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The Canadian Arctic is a vast landscape with physical features sculpted over millennia by wind, water and ice. Its unique terrain and spaces are almost otherworldly; so much so, that scientists look to it to help them understand other planets.
Canada is actually a world leader in analogue planetary science, according to Richard Soare. Analogue planetary science is a relatively new field in which people study features on Earth to evaluate possible geological processes and landforms on other worlds.
Soare, a sessional lecturer in the Department of Geography, Planning and Environment who also teaches at Dawson College, focuses on similarities between Earth and Mars in his research.
As he explained, not that long ago Earth was significantly colder and largely covered in ice, and Mars was a bit warmer. “Mars warm and Earth cold are not so different,” he said. “If there is or was water on Mars, it is logical to assume that it underwent similar processes to those which occur in cold climates on Earth.”
Cold climate processes lead to specific kinds of land formations or ground markers, such as pingos, earth-covered mounds of ground ice which can be up to 50 metres in height. By understanding the processes that went into the formation of pingos on Earth, analogue planetary science allows researchers to “reason backwards” when looking at Mars.
Because we know how pingos were formed here, “we can look for similar ground markers on Mars and assume similar processes were at work there.” As pingos necessarily involve water processes, finding them on Mars may point to water.
On Earth, areas of the Mackenzie Delta in the Northwest Territories near Tuktoyaktuk and Inuvik have one of the highest concentrations of pingos. For the last few summers, Soare has led a team of scientists and students to these areas for field-based studies.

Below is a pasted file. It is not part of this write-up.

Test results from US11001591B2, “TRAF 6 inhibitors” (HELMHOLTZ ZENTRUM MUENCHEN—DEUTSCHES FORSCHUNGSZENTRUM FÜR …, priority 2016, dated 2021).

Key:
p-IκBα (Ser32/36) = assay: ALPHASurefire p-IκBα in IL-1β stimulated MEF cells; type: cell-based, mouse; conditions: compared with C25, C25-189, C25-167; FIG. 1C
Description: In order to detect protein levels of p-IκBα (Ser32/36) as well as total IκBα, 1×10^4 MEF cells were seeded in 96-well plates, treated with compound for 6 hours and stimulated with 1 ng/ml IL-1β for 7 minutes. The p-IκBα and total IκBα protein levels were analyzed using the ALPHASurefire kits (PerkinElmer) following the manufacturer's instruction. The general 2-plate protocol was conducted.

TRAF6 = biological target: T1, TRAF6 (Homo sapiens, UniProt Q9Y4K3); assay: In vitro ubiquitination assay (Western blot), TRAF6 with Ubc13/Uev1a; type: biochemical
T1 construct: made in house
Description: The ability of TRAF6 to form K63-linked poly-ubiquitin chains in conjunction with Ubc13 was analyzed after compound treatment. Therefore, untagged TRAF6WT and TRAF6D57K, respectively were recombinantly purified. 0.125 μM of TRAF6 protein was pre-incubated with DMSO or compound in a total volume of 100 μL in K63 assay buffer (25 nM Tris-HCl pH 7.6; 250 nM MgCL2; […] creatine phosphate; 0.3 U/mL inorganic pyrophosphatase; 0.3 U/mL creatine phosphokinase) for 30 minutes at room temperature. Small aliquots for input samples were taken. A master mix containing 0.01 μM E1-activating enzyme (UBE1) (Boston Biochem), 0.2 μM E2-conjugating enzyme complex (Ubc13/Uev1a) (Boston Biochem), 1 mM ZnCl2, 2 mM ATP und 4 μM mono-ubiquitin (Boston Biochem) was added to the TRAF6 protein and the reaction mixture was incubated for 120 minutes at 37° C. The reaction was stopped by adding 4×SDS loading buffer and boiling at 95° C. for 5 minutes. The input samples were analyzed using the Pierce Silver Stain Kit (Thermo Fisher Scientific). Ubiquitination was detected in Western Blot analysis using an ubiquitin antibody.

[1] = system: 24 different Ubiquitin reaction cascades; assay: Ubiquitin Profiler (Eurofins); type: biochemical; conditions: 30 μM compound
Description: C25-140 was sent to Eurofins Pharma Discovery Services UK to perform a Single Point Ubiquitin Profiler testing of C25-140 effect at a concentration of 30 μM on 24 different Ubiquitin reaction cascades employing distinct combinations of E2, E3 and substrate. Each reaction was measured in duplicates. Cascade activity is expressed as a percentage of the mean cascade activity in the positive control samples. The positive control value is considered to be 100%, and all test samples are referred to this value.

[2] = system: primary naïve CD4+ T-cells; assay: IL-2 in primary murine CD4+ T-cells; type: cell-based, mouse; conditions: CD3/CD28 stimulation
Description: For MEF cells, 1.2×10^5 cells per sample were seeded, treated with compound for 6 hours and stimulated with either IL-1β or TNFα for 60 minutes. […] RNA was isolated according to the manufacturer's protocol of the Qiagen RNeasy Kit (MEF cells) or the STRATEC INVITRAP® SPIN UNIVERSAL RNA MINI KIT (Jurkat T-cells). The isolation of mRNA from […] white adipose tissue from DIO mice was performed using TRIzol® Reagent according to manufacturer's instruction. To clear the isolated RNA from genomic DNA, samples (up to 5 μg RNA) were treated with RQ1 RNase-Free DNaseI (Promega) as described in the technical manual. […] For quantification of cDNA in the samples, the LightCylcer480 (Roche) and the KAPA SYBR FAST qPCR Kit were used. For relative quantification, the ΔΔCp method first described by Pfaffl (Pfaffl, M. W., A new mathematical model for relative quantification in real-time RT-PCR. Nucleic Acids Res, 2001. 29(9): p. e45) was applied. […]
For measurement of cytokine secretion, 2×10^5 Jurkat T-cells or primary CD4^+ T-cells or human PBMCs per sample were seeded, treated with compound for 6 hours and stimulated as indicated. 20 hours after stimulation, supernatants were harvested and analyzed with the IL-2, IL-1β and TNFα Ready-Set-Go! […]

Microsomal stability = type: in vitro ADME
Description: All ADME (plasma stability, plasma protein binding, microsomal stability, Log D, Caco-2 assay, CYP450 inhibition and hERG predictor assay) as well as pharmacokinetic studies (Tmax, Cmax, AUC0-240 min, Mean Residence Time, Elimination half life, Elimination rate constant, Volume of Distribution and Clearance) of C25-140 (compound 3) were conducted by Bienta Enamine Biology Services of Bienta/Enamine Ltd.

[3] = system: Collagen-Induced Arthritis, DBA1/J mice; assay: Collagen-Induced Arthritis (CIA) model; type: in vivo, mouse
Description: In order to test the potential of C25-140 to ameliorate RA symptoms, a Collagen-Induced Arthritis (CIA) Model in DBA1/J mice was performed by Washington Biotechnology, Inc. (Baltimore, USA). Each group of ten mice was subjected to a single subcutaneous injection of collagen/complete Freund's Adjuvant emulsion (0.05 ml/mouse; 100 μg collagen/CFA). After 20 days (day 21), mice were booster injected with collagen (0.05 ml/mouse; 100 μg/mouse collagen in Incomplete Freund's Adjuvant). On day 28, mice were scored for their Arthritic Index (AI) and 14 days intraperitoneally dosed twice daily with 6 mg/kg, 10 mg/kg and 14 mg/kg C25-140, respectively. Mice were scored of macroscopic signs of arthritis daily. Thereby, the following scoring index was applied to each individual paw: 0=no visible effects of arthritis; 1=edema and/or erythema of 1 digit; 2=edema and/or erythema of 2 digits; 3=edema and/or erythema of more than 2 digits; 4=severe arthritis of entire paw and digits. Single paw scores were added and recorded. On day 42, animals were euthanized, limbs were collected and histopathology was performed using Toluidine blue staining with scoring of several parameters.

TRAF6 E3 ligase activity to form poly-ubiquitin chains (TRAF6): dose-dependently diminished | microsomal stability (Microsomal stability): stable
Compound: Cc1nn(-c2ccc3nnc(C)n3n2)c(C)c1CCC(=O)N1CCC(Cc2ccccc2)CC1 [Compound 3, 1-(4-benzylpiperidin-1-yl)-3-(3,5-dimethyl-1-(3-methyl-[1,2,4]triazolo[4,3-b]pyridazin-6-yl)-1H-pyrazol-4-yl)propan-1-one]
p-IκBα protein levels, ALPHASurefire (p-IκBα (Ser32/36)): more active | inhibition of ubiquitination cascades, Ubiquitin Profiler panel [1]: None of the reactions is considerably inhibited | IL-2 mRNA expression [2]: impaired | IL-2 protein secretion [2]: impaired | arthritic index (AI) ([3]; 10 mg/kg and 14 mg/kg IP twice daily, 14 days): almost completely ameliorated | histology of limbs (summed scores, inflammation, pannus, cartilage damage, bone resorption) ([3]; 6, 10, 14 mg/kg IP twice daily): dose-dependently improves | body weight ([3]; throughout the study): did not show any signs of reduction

“Our work has been supported by the Canadian Space Agency,” he said. No one else in the world offers more grants for this type of research.
Two of the students accompanying Soare on these trips have been undergraduates Dominic Veillette and Geoffrey Pearce. Last year, both received $1,500 grants from the Northern Scientific Training Program (NSTP, see next story) to support their research in the North. For Pearce, it changed the world.
“I learned that there is no substitute for field work. Although it is quite impressive to see images of the Mackenzie Delta, it is a whole other thing to walk off the plane and finally experience the landscape first-hand. It is much easier to appreciate the geology and geography of the area when one can stick a shovel into it and take a sample.
“I think it was after the first year's trip that my enthusiasm for planetary science really blossomed. I began to see the larger picture; I had previously found it difficult to imagine how Mars, for instance, could have any similarities to Earth, but I now see that although these planets are incredibly different, they are subject to the same rules and that it is not impossible for similarities to occur.”
Before the field work, Pearce wasn’t sure where he wanted to go with his studies. Now he admits to a “passion for planetary science.” He will likely pursue a Master’s degree at University of Western Ontario next fall.
UWO is one of only two places in Canada and a relative handful in the world where graduate studies of this type are available.
“We’re building a community from the ground up,” Soare said. “People are interested in our work. We get attention at conferences because what we do in Canada is unique. We want to show that we’re on the cutting edge, that the research we conduct is of high quality, and that we can compete with those who have access to larger budgets.”
If his students’ work is any indication, Soare is doing a great job. “They are both just undergraduates, but they’ve already presented the results of their findings at two conferences, one in Texas and the other in Italy.”